Mistress America and the Freedom of Being

mistress america

Tracy just started a writing program at Barnard in NYC, however, her life is not what she had dreamed about. The literary club rejected her work, her only friend found himself a jealous girlfriend and being an introvert she dares not join the college party scene on her own. Suddenly, the idea of calling her soon-to-be stepsister Brooke she has never met doesn’t seem such a bad idea.
Brooke, a 30 year-old Times Square resident, turns out to be everything Tracy would dream of being: crazily fun, confident and enchantingly unpredictable. Together they start a fresh and honest friendship while Brooke becomes Tracy’s muse for her new writing piece, Mistress America.

As Michael Mohan perfectly describes in The Talkhouse, “The drama is rarely manufactured from plot, but usually stems from the characters going through some kind of real transition. And somehow he always manages to do this hilariously without ever betraying the characters or dramatic situations.

It’s true that Baumbach’s movies have a great deal of comedy and you usually find yourself smiling during most of the movie. But Mistress America is seriously hilarious, the whole scene at Dylan and Mamie-Claire’s house (Brooke’s ex-fiancé and ex-best friend respectively) with fast-paced dialogues, perfectly timed puns and twisted plots is simply perfect with absolutely no time for boredom. I remember wishing Woody Allen‘s last movie, Irrational Man, had been anywhere close to this. It’s, as some critics have described, a modern screwball comedy up to the best Capra.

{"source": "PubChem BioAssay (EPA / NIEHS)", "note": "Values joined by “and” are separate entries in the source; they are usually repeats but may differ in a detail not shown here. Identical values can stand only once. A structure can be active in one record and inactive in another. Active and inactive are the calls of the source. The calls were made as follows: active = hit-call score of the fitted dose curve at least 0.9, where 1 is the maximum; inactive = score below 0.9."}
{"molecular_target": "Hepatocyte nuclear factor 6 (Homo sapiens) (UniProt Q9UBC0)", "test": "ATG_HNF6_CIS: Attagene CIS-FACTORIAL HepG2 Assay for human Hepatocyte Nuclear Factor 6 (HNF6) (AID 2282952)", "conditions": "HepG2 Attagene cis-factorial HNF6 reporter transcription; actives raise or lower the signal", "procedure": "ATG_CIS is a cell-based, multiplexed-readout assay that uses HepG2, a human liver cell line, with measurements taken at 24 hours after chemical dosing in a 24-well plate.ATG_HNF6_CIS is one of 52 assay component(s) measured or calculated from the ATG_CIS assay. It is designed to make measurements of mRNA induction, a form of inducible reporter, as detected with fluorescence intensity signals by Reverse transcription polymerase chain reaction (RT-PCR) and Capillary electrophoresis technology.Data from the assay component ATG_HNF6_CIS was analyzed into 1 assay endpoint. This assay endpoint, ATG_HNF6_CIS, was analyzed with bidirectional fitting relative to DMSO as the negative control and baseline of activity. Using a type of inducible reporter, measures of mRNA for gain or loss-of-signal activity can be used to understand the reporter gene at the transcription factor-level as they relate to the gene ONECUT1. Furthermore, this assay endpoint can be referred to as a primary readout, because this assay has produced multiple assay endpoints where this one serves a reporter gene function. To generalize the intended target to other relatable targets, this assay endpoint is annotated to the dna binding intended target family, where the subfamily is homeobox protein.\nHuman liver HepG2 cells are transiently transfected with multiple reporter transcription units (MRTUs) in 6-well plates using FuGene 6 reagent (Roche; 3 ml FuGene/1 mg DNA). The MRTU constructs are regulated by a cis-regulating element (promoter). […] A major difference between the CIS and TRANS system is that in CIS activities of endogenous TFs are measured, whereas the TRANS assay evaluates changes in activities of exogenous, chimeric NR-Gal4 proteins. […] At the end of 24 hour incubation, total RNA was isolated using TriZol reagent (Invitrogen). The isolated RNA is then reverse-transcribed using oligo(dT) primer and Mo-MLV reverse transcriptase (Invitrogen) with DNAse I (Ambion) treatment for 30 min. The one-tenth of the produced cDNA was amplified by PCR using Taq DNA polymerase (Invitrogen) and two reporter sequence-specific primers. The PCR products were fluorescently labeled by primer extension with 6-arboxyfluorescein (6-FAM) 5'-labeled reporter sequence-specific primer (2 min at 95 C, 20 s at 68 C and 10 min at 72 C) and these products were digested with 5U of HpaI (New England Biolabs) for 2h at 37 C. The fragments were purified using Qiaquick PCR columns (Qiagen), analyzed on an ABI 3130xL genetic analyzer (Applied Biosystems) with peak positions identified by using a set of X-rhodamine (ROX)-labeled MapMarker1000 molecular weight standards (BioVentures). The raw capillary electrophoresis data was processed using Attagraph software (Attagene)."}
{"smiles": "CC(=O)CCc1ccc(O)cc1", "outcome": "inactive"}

There is something about the characters played by Greta Gerwig in Noah Baumbach films that is incredibly appealing. Brooke in Mistress America as well as Frances in Frances Ha are not successful professionals in a stable relationship like women in their late 20’s or early 30’s should be according to society. Yet, I feel their personality and way of life liberating. Maybe because their success grounds on remaining true to themselves and not so much about meeting some standards.

When we meet Brooke through Tracy’s eyes, she is the definition of confidence and charisma. But even when it seems like, after her fiancé breaks up with her, her life is crumbling down losing her flat and the financial support for her restaurant project, we know she’s gonna make it someway or another. Maybe she’s not that confident about what or how she’s going to do, but she keeps going forward and is not afraid to fail.

That lack of fear of not making it according to some external standards is what drags me the most. Just as Frances finally gave up on her dream of being a professional dancer and accepted a more stable job, Brooke might as well settled for something less romantic than a cozy restaurant with all the hype. However, they will keep dreaming and trying new adventures without getting paralyzed by the fear of failure.

¿Can there be any better feeling than this lack of fear? Watching this movie certainly provided me with some inspiration to meet this engaging mindset.


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